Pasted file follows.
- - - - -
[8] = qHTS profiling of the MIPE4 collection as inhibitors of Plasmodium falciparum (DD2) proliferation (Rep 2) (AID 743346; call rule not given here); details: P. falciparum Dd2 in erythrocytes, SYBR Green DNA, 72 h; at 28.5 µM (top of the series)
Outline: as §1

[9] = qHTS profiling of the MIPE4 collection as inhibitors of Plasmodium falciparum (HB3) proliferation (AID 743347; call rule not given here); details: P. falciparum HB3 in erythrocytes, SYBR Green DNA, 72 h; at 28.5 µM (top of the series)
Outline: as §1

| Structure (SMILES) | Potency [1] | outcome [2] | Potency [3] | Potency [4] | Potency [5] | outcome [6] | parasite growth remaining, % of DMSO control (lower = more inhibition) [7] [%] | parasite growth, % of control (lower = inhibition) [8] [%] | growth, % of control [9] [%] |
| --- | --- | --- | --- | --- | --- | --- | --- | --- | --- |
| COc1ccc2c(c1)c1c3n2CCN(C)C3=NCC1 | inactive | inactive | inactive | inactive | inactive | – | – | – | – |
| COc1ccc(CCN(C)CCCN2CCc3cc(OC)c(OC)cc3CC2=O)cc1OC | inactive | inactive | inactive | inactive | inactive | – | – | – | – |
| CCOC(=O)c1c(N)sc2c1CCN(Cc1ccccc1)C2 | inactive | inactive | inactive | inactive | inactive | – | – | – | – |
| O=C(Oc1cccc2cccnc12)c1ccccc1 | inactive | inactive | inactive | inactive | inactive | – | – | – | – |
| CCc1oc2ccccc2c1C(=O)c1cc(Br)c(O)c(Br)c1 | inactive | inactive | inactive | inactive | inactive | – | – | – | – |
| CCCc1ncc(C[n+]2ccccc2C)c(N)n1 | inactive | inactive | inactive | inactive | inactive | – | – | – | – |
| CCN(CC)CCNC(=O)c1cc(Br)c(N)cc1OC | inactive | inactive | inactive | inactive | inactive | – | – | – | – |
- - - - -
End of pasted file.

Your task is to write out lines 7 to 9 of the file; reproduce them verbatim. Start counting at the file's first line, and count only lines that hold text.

| COc1ccc2c(c1)c1c3n2CCN(C)C3=NCC1 | inactive | inactive | inactive | inactive | inactive | – | – | – | – |
| COc1ccc(CCN(C)CCCN2CCc3cc(OC)c(OC)cc3CC2=O)cc1OC | inactive | inactive | inactive | inactive | inactive | – | – | – | – |
| CCOC(=O)c1c(N)sc2c1CCN(Cc1ccccc1)C2 | inactive | inactive | inactive | inactive | inactive | – | – | – | – |